Few industries have as storied a history of discrimination and prejudice as the world of sports. Before the late 1940s, this manifested as racial segregation, with African Americans kept from playing in the Big 4 professional sports leagues. Jackie Robinson and Kenny Washington helped do away with that.
Before 1972, this was a gender problem, with schools either offering very few and/or severely underfunded athletic opportunities for girls wishing to play sports. Cue Title IX.
Of course, neither of these divisions have completely disappeared: the NFL seems curiously dominated by white quarterbacks and black running backs, while WNBA players make less than 1 percent of their NBA counterparts. But no one can argue these situations aren’t far better than they were several decades ago.
Sexual preference seems to be the latest division in sports. Among the Big 4, only nine former players have ever come out of the closet. None have come out while still playing professional sports, though Golden State Warriors president Rick Welts has. Taking the Big 4 to the college level, only two have have publicly acknowledged their homosexuality: Brian Sims, defensive tackle for Div-II Bloomsburg University, and Brendan Burke, former goalie and team manager of Miami of Ohio’s men’s hockey team.
Burke, the son of Toronto Maple Leafs president and general manager Brian Burke, died in a car crash in February 2010, and his brother Patrick Burke, a scout for the Philadelphia Flyers, started the You Can Play Project in his honor. Intended to make it easier for openly gay athletes to play, You Can Play picked up a lot of steam when many of the NHL’s best appeared in this ad:
Since then, several smaller hockey adds have appeared on the site, including one by our very own Zdeno Chara. The group notched another huge victory Thursday, when UConn’s men’s hockey team pledged their unilateral support.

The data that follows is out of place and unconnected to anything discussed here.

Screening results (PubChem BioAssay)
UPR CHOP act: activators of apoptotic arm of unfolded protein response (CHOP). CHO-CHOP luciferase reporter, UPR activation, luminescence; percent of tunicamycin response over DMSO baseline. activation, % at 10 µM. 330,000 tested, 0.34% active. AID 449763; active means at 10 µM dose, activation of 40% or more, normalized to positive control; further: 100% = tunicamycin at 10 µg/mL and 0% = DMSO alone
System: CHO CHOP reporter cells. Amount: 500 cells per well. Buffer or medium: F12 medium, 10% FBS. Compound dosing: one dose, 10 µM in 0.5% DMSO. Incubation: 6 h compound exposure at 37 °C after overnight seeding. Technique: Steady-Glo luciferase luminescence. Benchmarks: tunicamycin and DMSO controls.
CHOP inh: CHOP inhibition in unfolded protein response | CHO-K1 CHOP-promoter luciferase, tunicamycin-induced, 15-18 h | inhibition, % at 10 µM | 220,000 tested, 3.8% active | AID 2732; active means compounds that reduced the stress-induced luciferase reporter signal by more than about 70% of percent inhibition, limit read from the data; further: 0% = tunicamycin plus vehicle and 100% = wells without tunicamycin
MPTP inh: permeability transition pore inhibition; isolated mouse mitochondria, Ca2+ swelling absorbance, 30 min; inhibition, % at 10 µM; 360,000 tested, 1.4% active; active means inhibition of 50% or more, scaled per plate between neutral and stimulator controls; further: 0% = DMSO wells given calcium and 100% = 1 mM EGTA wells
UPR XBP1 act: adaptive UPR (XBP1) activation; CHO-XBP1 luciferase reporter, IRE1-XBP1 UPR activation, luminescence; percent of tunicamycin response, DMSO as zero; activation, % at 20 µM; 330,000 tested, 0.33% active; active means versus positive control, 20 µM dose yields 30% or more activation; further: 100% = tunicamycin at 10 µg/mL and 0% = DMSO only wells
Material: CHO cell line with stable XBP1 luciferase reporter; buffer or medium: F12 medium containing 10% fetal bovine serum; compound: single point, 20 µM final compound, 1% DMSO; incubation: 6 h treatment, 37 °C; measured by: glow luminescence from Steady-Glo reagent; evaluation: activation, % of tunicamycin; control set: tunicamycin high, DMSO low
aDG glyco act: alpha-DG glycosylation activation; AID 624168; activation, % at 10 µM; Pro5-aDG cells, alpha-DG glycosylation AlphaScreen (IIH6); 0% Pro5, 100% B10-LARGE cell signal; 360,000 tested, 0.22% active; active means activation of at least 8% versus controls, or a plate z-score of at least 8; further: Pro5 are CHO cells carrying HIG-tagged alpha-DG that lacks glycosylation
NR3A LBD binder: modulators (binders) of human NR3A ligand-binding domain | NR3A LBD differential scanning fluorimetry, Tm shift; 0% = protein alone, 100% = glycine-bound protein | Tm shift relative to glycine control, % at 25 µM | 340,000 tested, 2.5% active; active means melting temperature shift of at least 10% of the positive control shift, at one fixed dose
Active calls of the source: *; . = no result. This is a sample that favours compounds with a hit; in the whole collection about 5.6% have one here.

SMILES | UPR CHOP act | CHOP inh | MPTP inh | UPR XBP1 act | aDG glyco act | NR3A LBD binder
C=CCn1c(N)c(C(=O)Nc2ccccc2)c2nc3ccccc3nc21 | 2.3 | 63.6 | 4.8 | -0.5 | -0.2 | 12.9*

Many athletes who played during less-tolerant times came to tragic ends, leaving their teams in disgrace or even attempting suicide. That sports have more same-sex contact per 60 minutes than maybe any other job in the world would be funny were it not for the sadness this irony tends to result in. If YCP can prevent such sad endings, more power to them.
And as great as YCP is, it’s just one side of a battle that seems, bit by bit, to be turning towards a happier ending for gay athletes. For every David Tyree who spews a nonsensical, moronic, hateful rant against gay marriage, there seems to be slews of football players – including second overall 2012 draft pick Robert Griffin III – publicly stating they’d have no problem with a gay teammate.
Interestingly, most of these NFLers’ rationale is almost identical to the NHL’s: if a teammate can help win a ballgame – if he can play – sexual preference shouldn’t keep him out of a locker room.
Does this mean homophobia in sports has been solved? No, obviously not. And I can’t help wondering if the in-roads these once homophobic institutions are making may be indirectly leading to the war I see conservative leaders publicly waging on women these days, abandoning one suddenly losing effort to oppress someone else and maintain their power.
But the NFL’s public tolerance, the NHL’s alliance with You Can Play and the NBA’s effort to curtail homophobic language are all absolutely steps in the right direction. Small steps, yes, but steps nonetheless.
Steps that hopefully lead us to a day when anyone – gay or straight, male or female, black or white – with the chops to make it in a particular sport pursues his or her dream free of fear.